Blumhouse has made a name for itself in the world of horror. Thanks to successful franchises such as Paranormal Activity, The Purge, and Halloween under their belt, the production company has basically all the space they need to make great films. And have them be the source of expectation for thousands of fans around the world. However, even Blumhouse is not infallible.
The production company was even able to win an Oscar for Best Original Screenplay thanks to Get Out, but they have been stumbling a bit when it comes to translating their content from film to television. Getting one of your shows or movies into a streaming service is a must nowadays, as the audience amounts to hundreds of millions of people around the world. For that same reason, the competition in today’s TV landscape is a cutthroat business, one day you are on top and the next you are gone.
Lately, Blumhouse has been partnering with Epix, a premium cable network, to release some of their smaller projects on television. The partnership seems to be going well, with Blumhouse debuting films constantly on the platform, but the quality of such projects is put into question. Unhuman falls right into this category, as the film has some very good elements that feel trapped inside the shell of a cliché and outdated film.
Unhuman is directed by Marscus Dunstan, and stars Brianne Tju, Ali Gallo, Benjamin Wadsworth, and Drew Scheid. The film tells the story of a group of teenagers, all of them misfits, that get into a terrible situation when a group of savages tries to kill them while on a field trip. The teenagers must find a way to work as a group or die at each other’s hands.
One thing that makes Unhuman feel outdated from the get-go isn’t even its premise, which has been told countless times before, it is its characters. The film presents seven different characters as its main protagonists, and the writers basically took them out of the archetype closet and didn’t change anything about them. The film feels especially aimed towards a teenage audience, and so as the characters we find the jock, the nerd, the pothead, the shy, the annoying, all the characters you know and love to hate.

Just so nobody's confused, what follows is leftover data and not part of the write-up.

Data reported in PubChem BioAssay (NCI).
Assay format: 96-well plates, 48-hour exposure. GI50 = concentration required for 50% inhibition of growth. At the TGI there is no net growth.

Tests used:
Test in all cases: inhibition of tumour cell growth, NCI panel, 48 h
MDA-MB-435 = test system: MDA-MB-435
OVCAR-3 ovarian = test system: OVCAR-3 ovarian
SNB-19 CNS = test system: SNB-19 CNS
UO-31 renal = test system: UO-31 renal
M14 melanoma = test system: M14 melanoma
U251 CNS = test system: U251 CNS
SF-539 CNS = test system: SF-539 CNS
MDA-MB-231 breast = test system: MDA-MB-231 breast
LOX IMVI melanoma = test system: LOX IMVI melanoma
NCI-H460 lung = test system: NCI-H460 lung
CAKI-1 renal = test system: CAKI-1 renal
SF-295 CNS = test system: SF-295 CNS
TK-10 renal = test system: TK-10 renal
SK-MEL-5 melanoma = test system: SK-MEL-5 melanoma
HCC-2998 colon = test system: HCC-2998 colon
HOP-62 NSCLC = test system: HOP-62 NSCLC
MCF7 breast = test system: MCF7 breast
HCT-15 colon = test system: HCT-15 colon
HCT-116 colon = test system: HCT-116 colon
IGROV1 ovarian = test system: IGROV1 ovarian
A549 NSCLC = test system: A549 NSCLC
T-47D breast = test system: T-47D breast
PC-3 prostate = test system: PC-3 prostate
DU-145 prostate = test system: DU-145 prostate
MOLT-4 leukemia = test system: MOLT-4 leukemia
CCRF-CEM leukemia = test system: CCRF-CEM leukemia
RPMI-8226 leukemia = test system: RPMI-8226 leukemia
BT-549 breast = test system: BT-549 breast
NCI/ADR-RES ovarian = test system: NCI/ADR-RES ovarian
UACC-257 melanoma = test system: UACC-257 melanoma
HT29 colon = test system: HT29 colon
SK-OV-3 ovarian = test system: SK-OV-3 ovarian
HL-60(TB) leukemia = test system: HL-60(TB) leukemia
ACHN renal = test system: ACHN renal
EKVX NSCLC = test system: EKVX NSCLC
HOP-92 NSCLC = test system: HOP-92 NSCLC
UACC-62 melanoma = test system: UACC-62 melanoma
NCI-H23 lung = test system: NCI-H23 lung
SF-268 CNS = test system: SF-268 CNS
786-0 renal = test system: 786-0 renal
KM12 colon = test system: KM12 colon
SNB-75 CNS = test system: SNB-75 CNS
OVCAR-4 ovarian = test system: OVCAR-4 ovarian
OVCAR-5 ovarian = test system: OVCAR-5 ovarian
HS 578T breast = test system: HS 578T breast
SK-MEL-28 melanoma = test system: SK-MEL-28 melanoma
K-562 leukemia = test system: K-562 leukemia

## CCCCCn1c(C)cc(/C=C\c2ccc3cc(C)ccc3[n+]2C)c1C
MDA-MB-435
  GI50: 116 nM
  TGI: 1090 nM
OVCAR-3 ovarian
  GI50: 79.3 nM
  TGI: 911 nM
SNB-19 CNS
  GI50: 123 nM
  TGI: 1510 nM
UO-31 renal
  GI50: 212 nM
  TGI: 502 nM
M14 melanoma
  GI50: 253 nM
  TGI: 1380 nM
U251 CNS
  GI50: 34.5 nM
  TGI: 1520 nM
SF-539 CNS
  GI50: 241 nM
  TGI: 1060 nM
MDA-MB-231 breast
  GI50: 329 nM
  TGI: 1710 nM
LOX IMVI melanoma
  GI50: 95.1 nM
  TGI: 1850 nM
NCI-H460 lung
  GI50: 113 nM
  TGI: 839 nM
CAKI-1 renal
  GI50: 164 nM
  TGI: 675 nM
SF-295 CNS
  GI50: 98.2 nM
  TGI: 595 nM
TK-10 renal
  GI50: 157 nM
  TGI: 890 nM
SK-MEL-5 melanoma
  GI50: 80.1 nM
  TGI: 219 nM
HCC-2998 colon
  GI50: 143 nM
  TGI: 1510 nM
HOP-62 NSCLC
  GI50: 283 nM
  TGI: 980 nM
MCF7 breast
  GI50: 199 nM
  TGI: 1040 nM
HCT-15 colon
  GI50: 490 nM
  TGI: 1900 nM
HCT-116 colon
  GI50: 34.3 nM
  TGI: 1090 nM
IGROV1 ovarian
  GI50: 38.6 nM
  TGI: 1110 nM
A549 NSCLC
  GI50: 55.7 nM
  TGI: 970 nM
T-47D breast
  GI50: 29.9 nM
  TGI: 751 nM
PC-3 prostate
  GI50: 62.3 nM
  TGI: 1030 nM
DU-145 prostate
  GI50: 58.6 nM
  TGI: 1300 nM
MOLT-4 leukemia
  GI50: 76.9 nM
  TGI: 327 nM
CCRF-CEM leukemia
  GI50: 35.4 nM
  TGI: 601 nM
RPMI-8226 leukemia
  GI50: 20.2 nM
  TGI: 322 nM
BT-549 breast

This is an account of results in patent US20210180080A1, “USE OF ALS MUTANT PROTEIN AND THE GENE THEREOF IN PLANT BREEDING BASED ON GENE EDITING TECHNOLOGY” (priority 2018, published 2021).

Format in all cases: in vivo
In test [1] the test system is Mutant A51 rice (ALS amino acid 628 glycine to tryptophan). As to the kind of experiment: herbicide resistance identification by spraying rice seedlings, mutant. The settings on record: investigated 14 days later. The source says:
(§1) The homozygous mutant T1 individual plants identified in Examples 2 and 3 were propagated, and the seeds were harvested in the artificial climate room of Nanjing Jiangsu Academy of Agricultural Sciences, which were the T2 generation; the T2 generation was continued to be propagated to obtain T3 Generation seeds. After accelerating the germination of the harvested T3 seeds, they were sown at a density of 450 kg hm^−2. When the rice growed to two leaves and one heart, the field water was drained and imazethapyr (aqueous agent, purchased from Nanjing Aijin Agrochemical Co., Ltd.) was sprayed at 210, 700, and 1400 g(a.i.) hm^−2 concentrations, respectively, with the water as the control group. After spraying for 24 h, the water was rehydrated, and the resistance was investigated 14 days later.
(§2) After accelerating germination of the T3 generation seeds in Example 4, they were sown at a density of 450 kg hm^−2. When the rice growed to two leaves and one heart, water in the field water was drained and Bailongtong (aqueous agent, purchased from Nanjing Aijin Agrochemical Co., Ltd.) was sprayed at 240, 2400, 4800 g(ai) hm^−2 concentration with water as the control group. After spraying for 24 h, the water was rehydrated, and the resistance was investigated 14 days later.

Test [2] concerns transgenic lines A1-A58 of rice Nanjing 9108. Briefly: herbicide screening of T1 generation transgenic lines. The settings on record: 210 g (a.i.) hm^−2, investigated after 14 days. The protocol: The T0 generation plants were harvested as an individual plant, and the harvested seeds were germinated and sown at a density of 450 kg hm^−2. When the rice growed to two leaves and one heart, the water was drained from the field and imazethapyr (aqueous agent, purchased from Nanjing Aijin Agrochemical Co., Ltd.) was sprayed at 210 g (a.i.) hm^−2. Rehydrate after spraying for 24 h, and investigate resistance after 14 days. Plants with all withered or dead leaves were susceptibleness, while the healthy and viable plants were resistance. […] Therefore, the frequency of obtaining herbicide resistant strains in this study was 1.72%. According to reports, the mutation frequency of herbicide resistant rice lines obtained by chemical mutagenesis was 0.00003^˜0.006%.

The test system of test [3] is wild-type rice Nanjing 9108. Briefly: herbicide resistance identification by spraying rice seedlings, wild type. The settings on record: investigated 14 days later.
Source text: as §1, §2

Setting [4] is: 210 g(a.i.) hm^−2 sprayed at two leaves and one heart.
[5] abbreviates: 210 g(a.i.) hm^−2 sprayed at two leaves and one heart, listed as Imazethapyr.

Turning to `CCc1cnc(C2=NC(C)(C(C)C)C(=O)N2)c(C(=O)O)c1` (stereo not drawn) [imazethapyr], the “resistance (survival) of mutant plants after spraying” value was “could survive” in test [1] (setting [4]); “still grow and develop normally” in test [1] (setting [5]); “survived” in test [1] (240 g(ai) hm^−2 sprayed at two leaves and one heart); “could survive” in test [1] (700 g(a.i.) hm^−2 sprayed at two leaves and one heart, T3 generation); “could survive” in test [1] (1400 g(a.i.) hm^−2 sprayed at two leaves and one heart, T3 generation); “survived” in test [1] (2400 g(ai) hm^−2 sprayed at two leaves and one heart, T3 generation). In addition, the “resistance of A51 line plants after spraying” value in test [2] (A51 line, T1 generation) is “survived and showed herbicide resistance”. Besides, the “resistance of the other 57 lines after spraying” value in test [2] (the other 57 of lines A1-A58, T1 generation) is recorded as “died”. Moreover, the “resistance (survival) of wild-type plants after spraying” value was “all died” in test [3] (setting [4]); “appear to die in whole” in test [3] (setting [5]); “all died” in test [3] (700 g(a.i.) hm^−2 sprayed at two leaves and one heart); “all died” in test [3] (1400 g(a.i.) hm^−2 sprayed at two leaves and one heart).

From there, the movie also falls into some pitfalls that make it rather predictable as the eternal in-fighting that cannot be avoided no matter what. It would be nice to see a movie where the issues between the characters are not used as obstacles when there is a clearer priority somewhere else. This lack of priorities makes for some dull drama that ends up serving as the main conflict of the movie as well.
Thankfully, the movie does want to have fun and delivers in this aspect with tons of kills that rebel in being gory and fast. The film feels very much in line with what Joseph Kahn was doing with his film work in films such as Torque and Detention, where the movie focuses on having this “cool” feeling around it that nowadays feels anything but. However, it is clear that there is an audience for this early 2000s look, and for those people, this movie will just be a ton of fun.
The sound and score are also a strong point, they really manage to elevate the material to the next level, the movie would be so much worse without these departments carrying the film to the end line. A scene that might be contrived or just boring, ends up feeling with a lot more energy thanks to the sound that enhances the kills, and the score that pumps you up, so that you can keep going.
The strongest element in the movie is Brianne Tju, who plays the part of the final girl perfectly, and she is missed every time she’s not on-screen. The actress has this amazing aura about her, and her presence is just really powerful. It is not often that you see an actor on screen, and you say out loud “You are a superstar” Tju is one of those, and we can’t wait for her to get better opportunities in the future. Her future in the industry seems quite bright.
In terms of plot, the movie moves at a very fast pace, there is always something happening on screen. However, some of these moments are truly ridiculous, and you might have to stretch your suspension of disbelief if you really want to enjoy the movie on a story level. The character interactions are also too much attached to the archetype of each character, and at many points in the movie, you can already know what the characters are going to do and say.
Blumhouse might be trying to make space on television the same way it did in the movie space, but things are completely different nowadays. The online platforms are delivering top-quality content that even puts some movies to shame, so it feels disingenuous to try to compete with that with content that doesn’t feel polished enough. So far, Blumhouse has only fallen into the forgettable side of things with these straight to television films, and they need to change it or die.